A Reminder: Rule Changes Matter More Than You Might Think


“The policies we discuss and agree at our branches and CLPs, and eventually at Annual Conference, count for nothing without a democratic Party whose members have a real say in our manifesto commitments.”

Dave Beadle, Enfield Southgate CLP

From branch discussions through to manifesto promises

Fighting austerity and the cost of living crisis, defending the NHS and other public services, supporting workers in struggle, standing up to racism and prejudice, addressing the Climate Emergency, and solidarity with comrades internationally… motions on these and other policy issues can appear more interesting and can seem more important than the rule change proposals discussed at Labour Party Annual Conferences or recommendations on procedural strategies. However, the Rule Book and changes to it can have a far greater impact than the individual policy motions Conference discusses.

The policies we discuss and agree at our branches and CLPs, and eventually at Annual Conference, count for nothing without a democratic Party whose members have a real say in our manifesto commitments and whose MPs and leadership fight for what we’ve agreed.

Unfortunately, the Party currently has a leadership and PLP that is unwilling to respect Party democracy. So unless you’re happy remaining no more than a foot soldier at election time with no say in the policies the Party champions, the Party’s rules need to be changed. Which is why rule change proposals are so important. As are the strategies by which we can make things happen.

What, where, when, how, and who

Which policy issues are discussed matters, as does where, when, and how that happens. All of which depend on the rules for our branches and CLPs, Labour Groups, regional discussion groups and the National Policy Forum, and Conference itself. And guidance from CLPD and other campaigning alliances can be crucial in compositing and winning the priorities ballots.

Who decides what gets discussed matters, whether they’re our Executive Committees, the National Executive Committee, or the Conference Arrangements Committee. And who represents us and fights for our agreed policies also matters, whether they’re our delegates, local councillors, MPs, MSPs, MSs, or the Party’s leadership. The Rule Book determines how we elect them and how they should act, as well as how the process should be overseen by the staff we pay for. Meanwhile, slates like those of the CLGA determine who’s elected to such positions.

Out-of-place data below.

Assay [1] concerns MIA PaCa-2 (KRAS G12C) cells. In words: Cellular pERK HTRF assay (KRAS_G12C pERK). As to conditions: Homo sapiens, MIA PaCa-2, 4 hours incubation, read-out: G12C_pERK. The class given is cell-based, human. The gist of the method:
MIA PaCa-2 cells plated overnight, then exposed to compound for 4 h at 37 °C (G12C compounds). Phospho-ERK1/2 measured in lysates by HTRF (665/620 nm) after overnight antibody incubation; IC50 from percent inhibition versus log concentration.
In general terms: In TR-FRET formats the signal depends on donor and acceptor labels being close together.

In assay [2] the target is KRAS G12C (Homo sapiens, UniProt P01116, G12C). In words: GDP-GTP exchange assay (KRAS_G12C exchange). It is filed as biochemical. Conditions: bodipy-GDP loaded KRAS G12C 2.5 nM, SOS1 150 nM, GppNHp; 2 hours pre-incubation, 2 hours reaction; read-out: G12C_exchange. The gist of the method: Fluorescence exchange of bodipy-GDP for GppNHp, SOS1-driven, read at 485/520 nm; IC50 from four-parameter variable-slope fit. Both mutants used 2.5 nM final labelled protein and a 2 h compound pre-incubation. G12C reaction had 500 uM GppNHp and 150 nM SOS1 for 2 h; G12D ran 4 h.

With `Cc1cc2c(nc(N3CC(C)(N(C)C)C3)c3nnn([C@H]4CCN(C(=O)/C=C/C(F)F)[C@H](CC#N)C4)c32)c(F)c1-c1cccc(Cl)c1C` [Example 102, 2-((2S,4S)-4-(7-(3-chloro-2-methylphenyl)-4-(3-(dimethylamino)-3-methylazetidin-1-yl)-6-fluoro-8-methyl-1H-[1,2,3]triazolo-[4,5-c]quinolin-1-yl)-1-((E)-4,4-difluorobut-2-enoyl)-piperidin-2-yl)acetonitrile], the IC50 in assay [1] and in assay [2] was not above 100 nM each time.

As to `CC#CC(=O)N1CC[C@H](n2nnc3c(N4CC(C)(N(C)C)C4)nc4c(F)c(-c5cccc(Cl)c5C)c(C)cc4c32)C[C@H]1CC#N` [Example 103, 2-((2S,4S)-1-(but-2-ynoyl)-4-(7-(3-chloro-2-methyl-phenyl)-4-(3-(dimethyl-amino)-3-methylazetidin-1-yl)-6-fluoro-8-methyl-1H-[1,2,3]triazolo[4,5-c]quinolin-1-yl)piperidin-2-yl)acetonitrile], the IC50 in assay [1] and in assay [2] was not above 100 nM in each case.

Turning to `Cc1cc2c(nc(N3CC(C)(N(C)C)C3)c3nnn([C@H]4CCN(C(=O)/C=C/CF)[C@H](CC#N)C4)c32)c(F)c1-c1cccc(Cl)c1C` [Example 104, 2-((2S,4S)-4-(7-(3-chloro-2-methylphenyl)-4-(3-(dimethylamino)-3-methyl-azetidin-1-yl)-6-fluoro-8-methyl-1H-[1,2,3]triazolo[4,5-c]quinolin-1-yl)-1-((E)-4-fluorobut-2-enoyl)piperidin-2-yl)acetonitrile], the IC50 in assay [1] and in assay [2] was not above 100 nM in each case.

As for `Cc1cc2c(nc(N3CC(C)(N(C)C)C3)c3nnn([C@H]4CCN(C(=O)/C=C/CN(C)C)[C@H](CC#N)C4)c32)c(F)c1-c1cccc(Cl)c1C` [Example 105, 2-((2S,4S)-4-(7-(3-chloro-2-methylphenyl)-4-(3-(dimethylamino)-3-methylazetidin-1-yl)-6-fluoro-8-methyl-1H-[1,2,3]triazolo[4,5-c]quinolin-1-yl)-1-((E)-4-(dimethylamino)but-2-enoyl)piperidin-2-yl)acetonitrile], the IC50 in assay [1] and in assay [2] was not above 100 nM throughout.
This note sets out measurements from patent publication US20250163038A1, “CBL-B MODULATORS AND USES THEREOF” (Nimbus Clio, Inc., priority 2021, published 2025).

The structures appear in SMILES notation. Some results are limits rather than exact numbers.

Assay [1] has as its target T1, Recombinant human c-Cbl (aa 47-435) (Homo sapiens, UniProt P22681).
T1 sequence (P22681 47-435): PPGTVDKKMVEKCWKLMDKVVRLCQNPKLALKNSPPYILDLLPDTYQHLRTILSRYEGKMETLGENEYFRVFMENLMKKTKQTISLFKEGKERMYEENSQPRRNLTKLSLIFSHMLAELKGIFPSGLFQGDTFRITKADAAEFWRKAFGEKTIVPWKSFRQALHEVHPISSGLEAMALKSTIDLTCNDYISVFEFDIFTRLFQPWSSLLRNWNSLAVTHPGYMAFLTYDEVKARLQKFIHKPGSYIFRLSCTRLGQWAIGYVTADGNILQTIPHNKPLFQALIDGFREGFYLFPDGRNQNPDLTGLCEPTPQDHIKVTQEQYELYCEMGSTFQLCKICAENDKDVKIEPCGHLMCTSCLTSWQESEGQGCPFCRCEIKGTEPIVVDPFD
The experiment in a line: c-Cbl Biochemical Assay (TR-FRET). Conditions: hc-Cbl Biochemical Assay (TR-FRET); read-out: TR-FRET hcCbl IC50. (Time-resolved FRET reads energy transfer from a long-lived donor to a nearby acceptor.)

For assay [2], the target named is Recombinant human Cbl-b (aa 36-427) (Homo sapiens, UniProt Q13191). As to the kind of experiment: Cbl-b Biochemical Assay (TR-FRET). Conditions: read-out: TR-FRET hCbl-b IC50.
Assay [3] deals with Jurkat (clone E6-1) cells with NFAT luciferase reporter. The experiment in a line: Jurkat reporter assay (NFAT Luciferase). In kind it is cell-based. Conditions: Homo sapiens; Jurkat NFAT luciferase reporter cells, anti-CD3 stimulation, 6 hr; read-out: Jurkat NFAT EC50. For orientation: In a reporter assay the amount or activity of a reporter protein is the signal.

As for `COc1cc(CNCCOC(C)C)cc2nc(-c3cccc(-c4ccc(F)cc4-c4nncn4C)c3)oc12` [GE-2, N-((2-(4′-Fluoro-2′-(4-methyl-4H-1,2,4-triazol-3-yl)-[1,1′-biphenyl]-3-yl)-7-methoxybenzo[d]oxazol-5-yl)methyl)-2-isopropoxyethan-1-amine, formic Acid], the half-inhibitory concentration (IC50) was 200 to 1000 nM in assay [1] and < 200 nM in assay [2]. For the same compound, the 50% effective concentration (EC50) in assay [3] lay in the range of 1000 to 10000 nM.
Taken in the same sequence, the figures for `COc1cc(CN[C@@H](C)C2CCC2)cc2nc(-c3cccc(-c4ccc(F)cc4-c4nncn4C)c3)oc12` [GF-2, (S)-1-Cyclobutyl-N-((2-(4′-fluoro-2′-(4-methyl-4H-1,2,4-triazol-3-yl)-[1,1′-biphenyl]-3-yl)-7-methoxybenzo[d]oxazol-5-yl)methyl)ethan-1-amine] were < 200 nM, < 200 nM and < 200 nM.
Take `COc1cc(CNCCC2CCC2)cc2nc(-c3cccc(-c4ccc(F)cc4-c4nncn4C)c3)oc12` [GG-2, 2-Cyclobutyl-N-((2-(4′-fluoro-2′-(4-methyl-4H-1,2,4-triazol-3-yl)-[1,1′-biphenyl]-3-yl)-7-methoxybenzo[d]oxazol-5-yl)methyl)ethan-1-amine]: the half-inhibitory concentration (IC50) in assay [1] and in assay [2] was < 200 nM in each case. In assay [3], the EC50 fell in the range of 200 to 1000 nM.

And let’s not forget the checks and balances by which we can hold our representatives and employees to account, and by which we can defend ourselves against unfair accusations. The rules which enable these are crucial, as are the changes we need to ensure justice.

It’s not even a question of left vs right (or ’Marxist hard left’ vs ‘moderates and modernisers’): many of us have had perfectly good working relationships for many years with comrades we disagree with on a range of policy issues, at the same time as we make our CLPs a welcoming place for all, whether we’re sharing a drink down the pub, attending picket lines, or door-knocking in all weathers to fight the Tories.

A democratic say for members

No, this is about political gangsters and sleepers and carpetbaggers who trample the Rule Book and Party democracy for their own ends and those of the establishment – before collecting their rewards as peers, knights of the realm, TV presenters, executive directors, grace-and-favour appointees in public sector organisations, or from JP Morgan-funded lecture tours.

The Campaign for Labour Party Democracy (CLPD) has been fighting to give rank-and-file Labour Party members a democratic say in how our party is run and what our policies should be since 1973. The Rule Book matters, as do the strategies by which we ensure our policies reflect our socialist values, and how we elect the representatives who will fight for them.

  • Originally published in the Campaign for Labour Party Democracy’s Campaign Briefing 2022. Further information is available here.
Featured Image: Conference hall at the Labour Party Conference 2016. Wikicommons

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